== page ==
Obituaries » Dr. Thomas Nyambane
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May 17, 2020
Obituary Viewed 891 times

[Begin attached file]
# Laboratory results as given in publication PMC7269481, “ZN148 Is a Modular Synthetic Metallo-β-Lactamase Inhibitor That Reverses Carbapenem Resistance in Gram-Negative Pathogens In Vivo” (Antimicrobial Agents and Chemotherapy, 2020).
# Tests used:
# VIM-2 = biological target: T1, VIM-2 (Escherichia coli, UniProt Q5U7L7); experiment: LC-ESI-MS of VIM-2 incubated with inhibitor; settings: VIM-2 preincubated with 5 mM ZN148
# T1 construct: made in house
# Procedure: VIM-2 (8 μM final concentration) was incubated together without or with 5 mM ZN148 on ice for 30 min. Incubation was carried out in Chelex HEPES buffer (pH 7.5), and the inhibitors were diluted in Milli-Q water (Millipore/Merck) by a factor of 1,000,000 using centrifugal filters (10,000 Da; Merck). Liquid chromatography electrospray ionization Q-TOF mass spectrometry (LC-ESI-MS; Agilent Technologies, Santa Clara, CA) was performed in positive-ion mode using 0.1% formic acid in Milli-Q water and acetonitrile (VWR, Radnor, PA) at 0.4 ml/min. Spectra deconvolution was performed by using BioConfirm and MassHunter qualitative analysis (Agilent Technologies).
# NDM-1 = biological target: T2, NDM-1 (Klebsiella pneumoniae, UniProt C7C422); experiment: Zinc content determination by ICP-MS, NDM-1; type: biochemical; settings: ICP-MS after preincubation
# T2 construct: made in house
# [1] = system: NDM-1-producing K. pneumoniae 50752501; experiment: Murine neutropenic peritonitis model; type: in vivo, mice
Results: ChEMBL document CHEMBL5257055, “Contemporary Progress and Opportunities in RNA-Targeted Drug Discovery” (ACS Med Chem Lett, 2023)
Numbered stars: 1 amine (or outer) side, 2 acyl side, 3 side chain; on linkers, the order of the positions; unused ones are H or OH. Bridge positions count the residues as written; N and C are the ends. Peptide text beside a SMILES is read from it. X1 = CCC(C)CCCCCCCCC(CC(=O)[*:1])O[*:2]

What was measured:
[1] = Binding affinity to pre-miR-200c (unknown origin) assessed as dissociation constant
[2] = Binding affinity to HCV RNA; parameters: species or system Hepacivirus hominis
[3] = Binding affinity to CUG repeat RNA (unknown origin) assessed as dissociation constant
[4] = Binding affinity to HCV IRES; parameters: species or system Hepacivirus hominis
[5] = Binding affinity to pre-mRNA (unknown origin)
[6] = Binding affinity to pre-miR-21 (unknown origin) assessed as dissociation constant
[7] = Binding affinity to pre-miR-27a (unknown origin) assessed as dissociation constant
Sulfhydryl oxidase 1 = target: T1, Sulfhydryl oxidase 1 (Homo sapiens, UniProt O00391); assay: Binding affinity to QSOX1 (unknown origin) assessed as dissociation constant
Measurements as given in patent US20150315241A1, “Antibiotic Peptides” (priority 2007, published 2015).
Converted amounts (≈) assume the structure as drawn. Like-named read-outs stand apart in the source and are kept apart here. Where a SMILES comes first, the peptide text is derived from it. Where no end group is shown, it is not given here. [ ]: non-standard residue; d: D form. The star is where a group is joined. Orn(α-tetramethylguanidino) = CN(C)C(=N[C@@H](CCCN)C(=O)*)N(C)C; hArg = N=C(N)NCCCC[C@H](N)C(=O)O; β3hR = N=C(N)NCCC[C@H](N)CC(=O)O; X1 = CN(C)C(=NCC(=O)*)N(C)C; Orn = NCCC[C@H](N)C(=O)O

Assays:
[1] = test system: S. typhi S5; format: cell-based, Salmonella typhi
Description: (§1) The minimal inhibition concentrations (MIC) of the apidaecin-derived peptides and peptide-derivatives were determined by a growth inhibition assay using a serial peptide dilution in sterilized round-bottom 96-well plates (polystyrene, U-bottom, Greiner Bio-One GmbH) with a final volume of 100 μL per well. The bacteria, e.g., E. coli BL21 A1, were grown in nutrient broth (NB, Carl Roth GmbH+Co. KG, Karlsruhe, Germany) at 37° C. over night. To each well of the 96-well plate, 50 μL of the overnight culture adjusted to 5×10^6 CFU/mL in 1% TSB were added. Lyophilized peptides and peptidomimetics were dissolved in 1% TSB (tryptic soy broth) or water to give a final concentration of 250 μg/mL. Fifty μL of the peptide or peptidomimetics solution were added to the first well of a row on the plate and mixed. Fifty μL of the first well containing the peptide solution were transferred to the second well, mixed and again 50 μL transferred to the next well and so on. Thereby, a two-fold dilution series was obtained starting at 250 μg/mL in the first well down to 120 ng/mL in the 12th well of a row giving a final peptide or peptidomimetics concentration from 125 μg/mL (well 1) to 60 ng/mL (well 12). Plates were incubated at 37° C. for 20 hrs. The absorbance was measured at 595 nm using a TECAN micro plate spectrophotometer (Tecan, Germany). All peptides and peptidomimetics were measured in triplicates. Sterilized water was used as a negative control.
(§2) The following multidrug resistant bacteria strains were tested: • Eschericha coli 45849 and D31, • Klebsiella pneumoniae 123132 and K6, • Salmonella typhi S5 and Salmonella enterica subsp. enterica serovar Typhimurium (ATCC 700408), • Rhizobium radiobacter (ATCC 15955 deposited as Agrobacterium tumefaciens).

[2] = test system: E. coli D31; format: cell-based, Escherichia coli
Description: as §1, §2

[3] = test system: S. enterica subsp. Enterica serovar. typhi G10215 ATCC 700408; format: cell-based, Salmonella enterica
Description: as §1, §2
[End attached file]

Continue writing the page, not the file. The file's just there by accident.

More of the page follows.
Minnesota’s Kenyan community is grieving the loss of an influential community leader, Thomas Nyambane, to coronavirus. Nyambane, affectionately referred to as Dr. Nyambane, was a college educator and was just a few years into his retirement following a career of teaching at Hennepin Technical College. He died yesterday (May 17) aged 69. His death is the first reported fatality of a Kenyan in Minnesota from the COVID-19 pandemic that as of May 18 had claimed 731 lives in the state. After moving to the United States in the 80s with his wife Alice, first to Texas and then to Minnesota, they raised three children and worked hard to encourage and model cohesion of the Kenyan community in the state. He obtained his bachelor’s degree from the University of North Texas and two masters degrees from the University of St. Thomas in the Twin Cities. His doctorate degree in philosophy was from Bethel University in Saint Paul. He was a practicing Seventh Day Adventist and was a church elder at The Mountain Experience SDA Church in Moundsview. Friends and family that spoke to Mshale described the late Nyambane as a mentor and leader that guided many to achieve their potential and American dream. His eldest son, Cyprian Kambuni, said the sudden loss of his father is a shock to the family and the community he served. “He had a very generous heart – to everyone and it did not matter who or where you came from and whether you were a kid or a grownup,” said Kambuni. The son said his generosity and kindness knew no bounds as he dispensed it in equal measure both locally where he lived and to his place of birth. He was a regular in fundraisers to raise money for Books for Africa through the Minnesota Kenya International Development Association (MKIDA) to send containers of books to Kenya. Kambuni said his father had been through four back surgeries in the last few years and had an underlying condition of diabetes that made him vulnerable to the coronavirus. His age also put him at risk. “He complained of shortness of breath on April 30 and got admitted at the hospital and when he got tested, he was positive of the virus,” Kambuni told Mshale via phone. Kambuni said it is not clear where his father might have contracted the coronavirus given that he had been staying close to home following Governor Walz’s stay-at-home order, only going outside his apartment to get mail, as far as he can recall. The son said given his father’s expressed wishes over the years to be buried at his birth place, the family is trying to come to terms on how to respect those wishes given the global pandemic. Kenya is among the African countries that have closed their airspace to commercial flights following the COVID-19 global pandemic. Nyambane’s friend, Daniel Monari, said the late Nyambane worked hard to bring Kenyans in Minnesota, especially those from Gusii, together and was tireless in facilitating interaction between Minnesota and his native Kisii County in Kenya, at one time being part of a delegation of Minnesota firefighters that went to Kisii to train their counterparts. “He loved working for Kenyans, loved to be involved, loved to serve the community. Not seeing himself as a leader, but as a uniter of us all.” Monari added one thing that struck him most about the late Nyambane was the fact that he gave equal respect to ideas from both men and women, recalling a time when Nyambane was chair of the Basi Community Foundation and he was the treasurer, “He would never allow dysfunction to surround him, and he put in place structures at the foundation that have stood the test of time.” Echoing the late Nyambane as a respecter of all sexes was Lyna Nyamwaya, president of The African Nurses Network. Despite his influence and standing, Nyamwaya recalls how modest Nyambane was when she invited him to be part of a panel two years ago. Speaking in Ekegusii, Nyambane said “Baba Lyna ning’isaine koroku richuma gaki? Korende asengecho yamasikani ao, I will do it.” Loosely translated the late Nyambane was wondering if he was worthy of being on the panel but because of the respect Nyamwaya had shown him he would join the panel. The president of the Minnesota Kenya Association, Geoffrey “Chui” Gichana, moaned the loss of a mentor whose wise counsel he said he will miss. “He is one of those people you feel better after you are done talking to. He was a great elder and leader of our community that we are going to really miss, and especially me personally,” said Gichana. Nyambane is survived by his wife of more than four decades Alice, his daughter Mercy and two sons, Cyprian and Fred. Funeral arrangements are pending.